How the country plans to add 20 new nuclear power reactors to its green energy arsenal.
Illustration: Generated with Bing AI
India is pouring billions of dollars — received primarily through pledges from private investors and international alliances — into its nuclear ambitions.
Part of the national commitment was meeting half of its electricity requirements — about 500 gigawatts — through renewable energy by 2030. To meet these goals, the country plans to “commission a new nuclear reactor every year,” B.C. Pathak, chairman of the state nuclear corporation, told The Hindu.
A series of high-profile nuclear disasters, from Chernobyl in 1986 to Fukushima in 2011, led to widespread anti-nuclear sentiment globally.
But India’s newfound zeitgeist in nuclear energy production comes at a time when the industry is experiencing renewed trust and favor.
Investments in India’s renewable energy sector rose to a record $14.5 billion between 2021 and 2022, funded primarily through private investors.
Despite pledges made at conferences, cheap and reliable energy remains the priority for Prime Minister Narendra Modi’s government as it prepares for elections.
India’s primary response to criticism of its policies is that the primary responsibility for action lies more on the U.S. and other developed nations in cutting down their own emissions while aiding budding economies.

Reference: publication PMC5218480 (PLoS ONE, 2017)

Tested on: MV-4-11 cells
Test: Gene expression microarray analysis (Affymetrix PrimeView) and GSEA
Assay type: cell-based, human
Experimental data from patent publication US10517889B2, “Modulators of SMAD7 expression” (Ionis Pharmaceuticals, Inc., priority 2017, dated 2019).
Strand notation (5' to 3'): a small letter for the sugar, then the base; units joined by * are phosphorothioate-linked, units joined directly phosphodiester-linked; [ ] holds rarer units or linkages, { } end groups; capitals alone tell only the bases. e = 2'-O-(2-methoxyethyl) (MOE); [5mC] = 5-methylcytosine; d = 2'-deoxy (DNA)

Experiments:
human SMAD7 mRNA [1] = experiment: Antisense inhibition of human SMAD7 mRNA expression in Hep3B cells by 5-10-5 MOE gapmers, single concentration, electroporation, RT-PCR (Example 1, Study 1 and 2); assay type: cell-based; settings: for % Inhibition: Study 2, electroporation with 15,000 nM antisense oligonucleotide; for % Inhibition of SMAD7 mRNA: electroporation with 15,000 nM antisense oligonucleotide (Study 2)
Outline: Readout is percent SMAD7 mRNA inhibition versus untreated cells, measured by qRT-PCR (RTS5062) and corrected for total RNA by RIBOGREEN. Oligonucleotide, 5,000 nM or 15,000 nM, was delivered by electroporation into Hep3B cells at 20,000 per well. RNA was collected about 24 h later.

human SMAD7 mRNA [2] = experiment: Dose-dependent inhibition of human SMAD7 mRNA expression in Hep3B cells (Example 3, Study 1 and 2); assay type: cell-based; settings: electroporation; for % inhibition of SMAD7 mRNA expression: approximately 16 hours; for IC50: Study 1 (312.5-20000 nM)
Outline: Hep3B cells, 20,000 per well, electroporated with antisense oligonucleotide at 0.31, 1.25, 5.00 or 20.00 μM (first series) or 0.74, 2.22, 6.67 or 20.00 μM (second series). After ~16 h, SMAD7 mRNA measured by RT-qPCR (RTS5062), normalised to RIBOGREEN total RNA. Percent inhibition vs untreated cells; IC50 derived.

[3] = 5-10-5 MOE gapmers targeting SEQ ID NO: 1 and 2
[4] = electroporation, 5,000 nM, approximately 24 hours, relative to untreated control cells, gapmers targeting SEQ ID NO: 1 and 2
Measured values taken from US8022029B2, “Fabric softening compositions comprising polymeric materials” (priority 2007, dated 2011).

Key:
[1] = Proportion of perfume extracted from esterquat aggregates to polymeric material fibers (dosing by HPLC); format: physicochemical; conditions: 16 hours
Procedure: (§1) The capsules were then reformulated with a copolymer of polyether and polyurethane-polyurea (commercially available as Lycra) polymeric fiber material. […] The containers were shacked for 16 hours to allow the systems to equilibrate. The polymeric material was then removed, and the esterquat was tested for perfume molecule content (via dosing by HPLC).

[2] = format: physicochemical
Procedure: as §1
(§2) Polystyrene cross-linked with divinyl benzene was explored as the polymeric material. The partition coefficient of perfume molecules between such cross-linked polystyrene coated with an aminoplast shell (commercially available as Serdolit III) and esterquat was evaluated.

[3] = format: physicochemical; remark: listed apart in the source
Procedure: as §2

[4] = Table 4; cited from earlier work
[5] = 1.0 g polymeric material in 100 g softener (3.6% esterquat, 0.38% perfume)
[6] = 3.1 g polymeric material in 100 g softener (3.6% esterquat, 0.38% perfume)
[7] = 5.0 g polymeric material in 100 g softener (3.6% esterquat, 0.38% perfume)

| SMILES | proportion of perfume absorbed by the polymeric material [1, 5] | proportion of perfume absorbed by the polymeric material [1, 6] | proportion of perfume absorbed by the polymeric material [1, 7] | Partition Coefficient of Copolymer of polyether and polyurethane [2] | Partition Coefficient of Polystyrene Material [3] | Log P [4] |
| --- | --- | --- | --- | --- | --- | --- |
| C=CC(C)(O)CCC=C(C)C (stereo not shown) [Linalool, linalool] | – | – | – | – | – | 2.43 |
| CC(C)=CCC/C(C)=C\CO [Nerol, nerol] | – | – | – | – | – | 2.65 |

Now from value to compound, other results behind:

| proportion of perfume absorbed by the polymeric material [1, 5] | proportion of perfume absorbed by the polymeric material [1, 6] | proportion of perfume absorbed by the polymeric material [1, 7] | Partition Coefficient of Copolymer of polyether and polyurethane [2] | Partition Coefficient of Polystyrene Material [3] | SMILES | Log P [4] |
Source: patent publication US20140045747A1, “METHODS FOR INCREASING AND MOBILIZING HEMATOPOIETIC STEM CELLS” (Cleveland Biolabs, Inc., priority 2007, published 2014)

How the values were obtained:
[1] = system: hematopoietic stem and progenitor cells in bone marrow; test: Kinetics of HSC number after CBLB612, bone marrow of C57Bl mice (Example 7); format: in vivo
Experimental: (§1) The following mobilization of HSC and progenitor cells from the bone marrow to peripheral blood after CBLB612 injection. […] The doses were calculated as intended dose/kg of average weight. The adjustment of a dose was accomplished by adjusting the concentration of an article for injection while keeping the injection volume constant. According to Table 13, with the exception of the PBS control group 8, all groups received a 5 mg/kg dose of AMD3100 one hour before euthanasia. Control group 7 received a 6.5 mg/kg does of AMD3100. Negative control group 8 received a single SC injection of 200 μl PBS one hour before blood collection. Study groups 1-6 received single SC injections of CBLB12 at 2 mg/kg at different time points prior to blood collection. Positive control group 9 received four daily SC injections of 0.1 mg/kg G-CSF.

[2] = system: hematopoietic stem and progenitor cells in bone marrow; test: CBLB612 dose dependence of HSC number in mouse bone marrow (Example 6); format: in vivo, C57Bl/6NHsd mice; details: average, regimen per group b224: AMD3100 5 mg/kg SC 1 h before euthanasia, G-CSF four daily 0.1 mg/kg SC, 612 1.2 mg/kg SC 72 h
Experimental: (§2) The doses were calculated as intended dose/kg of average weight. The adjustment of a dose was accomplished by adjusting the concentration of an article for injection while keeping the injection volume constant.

Climate change is an immediate concern for India: a choking smog blankets the national capital and much of northern India each winter, and the country is growing increasingly vulnerable to heat waves and ‘day zero‘.
With India working toward finding a middle ground between cutting emissions and fueling economic growth, the country “will not be able to survive completely without coal.”
Instead, it looks to launch green initiatives that account for its upcoming growth in energy demand without putting extensive amounts of carbon into the world.
Advances in nuclear technology and climate laws have firmly placed nuclear power at the center of the renewable energy conversation: Twenty-two countries and over 120 companies have pledged to triple their nuclear energy capacity by 2050.
Despite a recent nuclear power breakthrough in the U.S., producing a nuclear fusion reaction resulting in a net energy gain, the world has to rely on nuclear fission and other renewables in the short term.